President Abbas, after a week, has finally supported Hamas’ ceasefire demands. This could earn Abu Mazen temporary credibility with his people. Hamas, however, is likely to come out of this conflict intact, and will probably still get credit for the rejection of the Egyptian proposal, the publishing of its own, just demands and for standing up for the Palestinian people. Abbas will likely only gain slightly by supporting Hamas’ demands, and will come out of this even weaker, having alienated Netanyahu, for supporting Hamas’ demands; Palestinians, for cracking down on their protests in the West Bank; and Hamas, for not condemning the incursion.
Unfortunately, Palestinians in the West Bank might lose this war, big time. Netanyahu was cited in The New York Times in late June, as the violence was just beginning to intensify, calling to increase Israel’s presence in the West Bank. Indeed, Netanyahu reportedly stopped “pretending to support a Palestinian state,” as Ryan Grim and Paul Blumenthal reported in The Huffington Post. The Israeli prime minister remarked that the West Bank would not be given up under any circumstances. Even if Abbas had credibility, it is unlikely a peace deal would come of it.
Israel’s Winners and Losers
Israel is headed down a dangerous path. Most Israelis support a two-state solution and want peace. There is and has been a growing secular, leftist movement in Israeli society that advocates for peace and an end to occupation. Orthodox Jews, too, come out to loudly claim that there is a difference between Judaism and Zionism. Yet Israel’s single-district and low threshold electoral institutions give the smallest, most radical voices in the Jewish state significant power.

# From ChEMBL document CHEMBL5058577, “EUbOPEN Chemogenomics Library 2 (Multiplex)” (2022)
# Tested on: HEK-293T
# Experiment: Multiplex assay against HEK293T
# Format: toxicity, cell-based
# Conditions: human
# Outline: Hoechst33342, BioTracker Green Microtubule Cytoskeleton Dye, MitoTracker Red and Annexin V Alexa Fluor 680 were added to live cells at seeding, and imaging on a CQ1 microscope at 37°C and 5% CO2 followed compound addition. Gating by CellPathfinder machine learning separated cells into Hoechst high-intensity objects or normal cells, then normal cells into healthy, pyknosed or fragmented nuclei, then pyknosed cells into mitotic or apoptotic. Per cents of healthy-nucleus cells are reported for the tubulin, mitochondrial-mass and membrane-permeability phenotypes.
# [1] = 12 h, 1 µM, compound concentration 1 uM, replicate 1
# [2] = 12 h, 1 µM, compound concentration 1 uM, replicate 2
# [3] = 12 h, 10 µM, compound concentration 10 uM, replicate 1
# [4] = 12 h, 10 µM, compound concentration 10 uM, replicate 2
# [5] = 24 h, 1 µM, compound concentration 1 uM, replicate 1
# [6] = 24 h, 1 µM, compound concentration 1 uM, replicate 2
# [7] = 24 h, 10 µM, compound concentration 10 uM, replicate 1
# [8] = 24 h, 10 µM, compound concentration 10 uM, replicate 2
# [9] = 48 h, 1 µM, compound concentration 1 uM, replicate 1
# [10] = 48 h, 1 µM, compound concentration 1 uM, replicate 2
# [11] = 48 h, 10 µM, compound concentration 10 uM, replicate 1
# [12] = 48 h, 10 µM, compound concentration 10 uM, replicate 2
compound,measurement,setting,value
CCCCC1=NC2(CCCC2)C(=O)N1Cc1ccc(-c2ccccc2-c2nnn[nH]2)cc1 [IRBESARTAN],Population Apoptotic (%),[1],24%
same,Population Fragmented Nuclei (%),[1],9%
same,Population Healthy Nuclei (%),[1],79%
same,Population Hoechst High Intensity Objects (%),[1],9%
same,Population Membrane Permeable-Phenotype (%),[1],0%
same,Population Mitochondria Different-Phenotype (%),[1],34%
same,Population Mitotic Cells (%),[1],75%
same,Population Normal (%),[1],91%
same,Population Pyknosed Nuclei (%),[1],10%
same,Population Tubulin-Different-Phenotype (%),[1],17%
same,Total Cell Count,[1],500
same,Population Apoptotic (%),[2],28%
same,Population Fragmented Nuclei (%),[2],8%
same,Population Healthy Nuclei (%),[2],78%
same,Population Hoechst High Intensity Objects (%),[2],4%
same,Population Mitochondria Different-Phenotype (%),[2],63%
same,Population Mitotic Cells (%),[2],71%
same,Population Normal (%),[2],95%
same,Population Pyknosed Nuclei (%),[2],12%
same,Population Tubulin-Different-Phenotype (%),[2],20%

Examples of this dynamic abound. Foreign Minister Avigdor Lieberman’s party, Yisrael Beiteinu, has already broken away from Likud (its 2013 running mate) because Netanyahu refuses to “go all the way” and reassert control in Gaza. On these grounds, Lieberman voted against the Egyptian ceasefire proposal. Deputy Speaker of the Knesset Moshe Feiglin supports Lieberman’s sentiment, but urged Netanyahu to take Israel’s Gaza approach one-step further. Feiglin claimed Israel should take control of Gaza — after, of course, the Gazan population leaves, as he would not give them an option to stay. If these members of the ruling coalition were elected by only a minority view in Israel, then we should not expect the peace camp to remove them from office. Even if they were ousted in the next elections, we might not like who takes their place.